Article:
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Re^5: Fast common substring matching

by BrowserUk (Pope)
on Aug 25, 2005 at 02:23 UTC ( #486413=note: print w/ replies, xml ) Need Help??


in reply to Re^4: Fast common substring matching
in thread Fast common substring matching

... for bioMan's problem a minimum match quanta of 128 is probably optimum and I'd guess that that is long enough to be unlikely to be a problem.

Seems to be. Scanning for repeating sequences of 2, 3 & 4 characters, none was longer then 50 chars, so a minimum quanta of 64 would also probably be possible.

inclined to ignore it unless someone can convince me that this is really useful

I understand that totally. I ended up resorting to Inline C to get speed because every attempt to improved the performance of my perl versions ended up missing things.

Shame though. Your technique is so very fast for a pure perl solution it would be a real coup if it could be generalised.


Examine what is said, not who speaks -- Silence betokens consent -- Love the truth but pardon error.
Lingua non convalesco, consenesco et abolesco. -- Rule 1 has a caveat! -- Who broke the cabal?
"Science is about questioning the status quo. Questioning authority".
The "good enough" maybe good enough for the now, and perfection maybe unobtainable, but that should not preclude us from striving for perfection, when time, circumstance or desire allow.


Comment on Re^5: Fast common substring matching
Re^6: Fast common substring matching
by GrandFather (Cardinal) on Aug 25, 2005 at 02:41 UTC

    I doubt that even a pure C solution using this technique would be much faster. I haven't profiled it, but I'd guess most of the time is in the index and that is likely pretty efficient anyway.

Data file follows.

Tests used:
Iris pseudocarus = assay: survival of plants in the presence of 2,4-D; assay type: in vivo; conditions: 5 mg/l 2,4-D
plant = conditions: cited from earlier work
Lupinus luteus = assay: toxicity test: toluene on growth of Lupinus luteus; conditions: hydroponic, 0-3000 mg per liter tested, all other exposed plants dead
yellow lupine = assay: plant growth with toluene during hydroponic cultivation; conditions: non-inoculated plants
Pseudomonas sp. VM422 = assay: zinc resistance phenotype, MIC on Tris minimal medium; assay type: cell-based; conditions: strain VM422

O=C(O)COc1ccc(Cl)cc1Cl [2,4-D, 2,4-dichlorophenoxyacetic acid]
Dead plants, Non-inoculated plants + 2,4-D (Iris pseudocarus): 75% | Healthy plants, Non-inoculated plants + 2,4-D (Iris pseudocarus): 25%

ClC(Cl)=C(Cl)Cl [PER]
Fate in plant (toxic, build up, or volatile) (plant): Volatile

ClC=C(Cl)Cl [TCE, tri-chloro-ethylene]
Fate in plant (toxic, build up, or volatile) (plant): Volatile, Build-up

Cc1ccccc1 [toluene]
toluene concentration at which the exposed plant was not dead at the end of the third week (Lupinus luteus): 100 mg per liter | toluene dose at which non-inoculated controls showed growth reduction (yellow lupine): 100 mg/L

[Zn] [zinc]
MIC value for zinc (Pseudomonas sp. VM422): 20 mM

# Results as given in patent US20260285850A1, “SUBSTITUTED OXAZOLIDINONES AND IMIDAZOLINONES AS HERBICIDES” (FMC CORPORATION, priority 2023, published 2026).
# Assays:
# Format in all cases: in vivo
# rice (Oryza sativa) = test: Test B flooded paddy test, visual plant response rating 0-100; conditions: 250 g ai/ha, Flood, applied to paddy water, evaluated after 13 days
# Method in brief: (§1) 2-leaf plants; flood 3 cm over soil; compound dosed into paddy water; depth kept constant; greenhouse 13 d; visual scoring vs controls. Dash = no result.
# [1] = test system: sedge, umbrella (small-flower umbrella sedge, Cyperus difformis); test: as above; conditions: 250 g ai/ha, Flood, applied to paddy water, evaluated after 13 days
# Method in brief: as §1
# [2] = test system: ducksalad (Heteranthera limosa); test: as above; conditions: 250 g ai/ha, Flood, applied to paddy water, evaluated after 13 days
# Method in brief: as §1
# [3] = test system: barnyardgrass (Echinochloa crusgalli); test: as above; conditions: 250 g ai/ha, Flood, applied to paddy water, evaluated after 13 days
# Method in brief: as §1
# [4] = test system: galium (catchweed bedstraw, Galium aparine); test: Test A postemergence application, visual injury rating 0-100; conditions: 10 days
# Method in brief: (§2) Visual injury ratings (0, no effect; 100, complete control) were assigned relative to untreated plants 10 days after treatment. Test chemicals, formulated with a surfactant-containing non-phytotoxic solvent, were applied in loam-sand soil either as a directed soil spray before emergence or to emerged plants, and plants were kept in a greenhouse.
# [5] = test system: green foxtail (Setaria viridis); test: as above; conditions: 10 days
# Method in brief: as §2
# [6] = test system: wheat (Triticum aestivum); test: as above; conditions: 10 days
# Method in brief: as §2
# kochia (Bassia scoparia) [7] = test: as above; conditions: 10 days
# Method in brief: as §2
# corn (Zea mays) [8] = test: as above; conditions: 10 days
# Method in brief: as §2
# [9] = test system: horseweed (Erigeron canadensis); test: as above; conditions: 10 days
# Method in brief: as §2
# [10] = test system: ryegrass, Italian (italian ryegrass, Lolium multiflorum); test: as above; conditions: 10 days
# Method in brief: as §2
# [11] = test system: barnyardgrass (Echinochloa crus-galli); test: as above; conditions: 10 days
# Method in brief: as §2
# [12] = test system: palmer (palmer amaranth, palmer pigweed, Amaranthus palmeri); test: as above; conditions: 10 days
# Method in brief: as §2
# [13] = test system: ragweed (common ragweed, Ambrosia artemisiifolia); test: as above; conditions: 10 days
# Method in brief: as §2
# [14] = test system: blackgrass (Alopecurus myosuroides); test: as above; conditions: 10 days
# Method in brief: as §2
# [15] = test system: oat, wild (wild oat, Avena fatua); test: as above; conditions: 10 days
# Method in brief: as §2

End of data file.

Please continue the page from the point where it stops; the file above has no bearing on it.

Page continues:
I think some fussy code could handle the special case without impacting performance too much. The key would be detecting that a search sub-pattern was a repeating pattern and then "drifting" the pattern left by the repeat length to see if there is an earlier match against the target string than was found by index. Maybe I need to write some code so you see what I mean? :)


    Perl is Huffman encoded by design.

      I am presently running my complete dataset with your program. The program has been merrily churning away for about 48 hours. When it completes this task I'll let you know how things turned out.

      update

      Oops, I had to restart the run. When I set up the program I added specific code to hardwire the name of my data file into the program. When I did this I created a bug, which caused the program to idle. I had not removed the $_ = <>; line, so the program was waiting for me to enter data from the keyboard.

      commented out the if (@argv != 1){...} and added the following:

      my $file = "mydata.txt"; open FILE, $file or die "Can't open $file: $!\n"; my $out = "outdata.txt"; open OUT , '>', $out or die "Can't open $out: $!\n"; # all print and printf statements now print to # this file handle # Read in the strings chomp(my @file = <FILE>); # declare variables my @strings = (); my $place = 1; my $strName = ''; # necessary for resolution of # an undeclared global variable # warning for (@file){ if ($place){ $strName = $_; # seq ID $place = 0; }else{ push @strings, [$strName, $_]; # push seq ID, seq $place = 1; } }

        Extrapolating from BrowserUk's estimate in Re^5: Search for identical substrings (58 hours for the 300/3k data set) and my estimate that this code is about 7000 times faster than that, the total run time should be of the order of 30 seconds. If it is more than an hour something is very wrong. Even if it is more than a few minutes our understanding is flawed or there is a bug that wasn't shown by the six string data set.


        Perl is Huffman encoded by design.

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